[This past few days, I've been very busy with too many things, including my studies. That's why I can't search any other exciting and interesting urban legends in the Philippines, and post them here. Well, now I'm back. It's Christmas vacation. Perhaps, I will have a lot of time on focusing my favorite pastime.]


This urban legend have been famous for decades. Maybe some of you knew this one.

The town of San Juan, in the province of La Union, west of Luzon, is a fishing before the coming of Americans. It has a number of ghost legends, including a headless nun, smoking faceless man and a mysterious smiling white lady at the old tower. Most tales are said to have originated around this time and handed down to generations. It’s still a quiet town, but pompous cottages and mansions have popped along its shores.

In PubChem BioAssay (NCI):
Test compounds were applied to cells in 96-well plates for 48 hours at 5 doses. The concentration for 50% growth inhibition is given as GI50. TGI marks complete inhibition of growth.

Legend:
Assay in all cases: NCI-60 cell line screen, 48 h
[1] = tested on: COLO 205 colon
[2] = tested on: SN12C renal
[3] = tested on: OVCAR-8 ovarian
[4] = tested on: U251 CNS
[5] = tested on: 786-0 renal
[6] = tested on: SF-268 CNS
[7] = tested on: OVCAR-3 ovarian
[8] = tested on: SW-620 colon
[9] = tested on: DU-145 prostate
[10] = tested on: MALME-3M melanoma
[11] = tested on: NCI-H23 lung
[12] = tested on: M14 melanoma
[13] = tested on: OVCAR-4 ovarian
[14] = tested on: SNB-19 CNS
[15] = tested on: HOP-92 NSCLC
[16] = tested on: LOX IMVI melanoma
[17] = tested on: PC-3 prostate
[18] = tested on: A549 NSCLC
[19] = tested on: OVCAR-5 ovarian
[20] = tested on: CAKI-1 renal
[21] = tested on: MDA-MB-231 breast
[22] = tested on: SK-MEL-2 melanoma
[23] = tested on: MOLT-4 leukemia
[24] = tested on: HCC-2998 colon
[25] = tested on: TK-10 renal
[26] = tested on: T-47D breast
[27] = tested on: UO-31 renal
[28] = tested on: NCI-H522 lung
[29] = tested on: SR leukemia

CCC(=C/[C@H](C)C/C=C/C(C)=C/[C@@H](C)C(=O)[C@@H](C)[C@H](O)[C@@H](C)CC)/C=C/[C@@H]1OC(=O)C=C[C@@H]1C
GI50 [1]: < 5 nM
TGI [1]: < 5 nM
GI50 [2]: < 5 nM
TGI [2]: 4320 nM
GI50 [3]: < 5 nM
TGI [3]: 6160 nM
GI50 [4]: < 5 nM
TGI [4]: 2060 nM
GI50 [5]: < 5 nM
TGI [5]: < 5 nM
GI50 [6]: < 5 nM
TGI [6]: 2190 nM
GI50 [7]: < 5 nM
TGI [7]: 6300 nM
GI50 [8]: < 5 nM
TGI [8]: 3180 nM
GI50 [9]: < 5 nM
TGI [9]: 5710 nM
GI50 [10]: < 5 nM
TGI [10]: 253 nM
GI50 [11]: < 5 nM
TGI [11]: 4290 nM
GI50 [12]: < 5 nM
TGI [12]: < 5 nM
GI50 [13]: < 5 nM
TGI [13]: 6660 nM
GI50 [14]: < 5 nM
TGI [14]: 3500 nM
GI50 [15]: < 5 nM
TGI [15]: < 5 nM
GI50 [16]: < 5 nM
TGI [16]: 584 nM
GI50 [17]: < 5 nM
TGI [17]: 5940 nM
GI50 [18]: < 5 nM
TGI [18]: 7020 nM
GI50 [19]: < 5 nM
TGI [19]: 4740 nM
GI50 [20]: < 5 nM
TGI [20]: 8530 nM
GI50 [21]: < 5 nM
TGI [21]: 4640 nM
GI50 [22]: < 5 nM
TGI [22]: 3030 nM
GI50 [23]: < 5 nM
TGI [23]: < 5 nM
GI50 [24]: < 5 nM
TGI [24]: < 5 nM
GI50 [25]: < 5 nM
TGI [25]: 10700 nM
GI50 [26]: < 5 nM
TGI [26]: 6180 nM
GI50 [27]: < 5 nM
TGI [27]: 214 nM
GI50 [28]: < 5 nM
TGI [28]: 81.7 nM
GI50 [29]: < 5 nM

Here's the ghost legends in the said province:

It was said that the nun was killed and beheaded by the Japanese in the old Hispanic convent, and her convent burned down. Till now the convent is still standing. If someone passes the ruins of the covenant on a full moon at midnight, an eerie bell tolls, signalling the approach of the nun from behind. First, you will feel a cool, creepy breeze. Then wavy long hair brushing against the nape. Looking behind, the victim would discover the spooky tale for himself.

Until the present day, the nun is still haunting the old ruins. No one knows why she's still there, but perhaps she wants to avenge her death.

The white lady is said to appear at midnight in the ruins of an old watch tower that dates to pre-Hispanic times, and is particularly likely to be seen by handsome young men.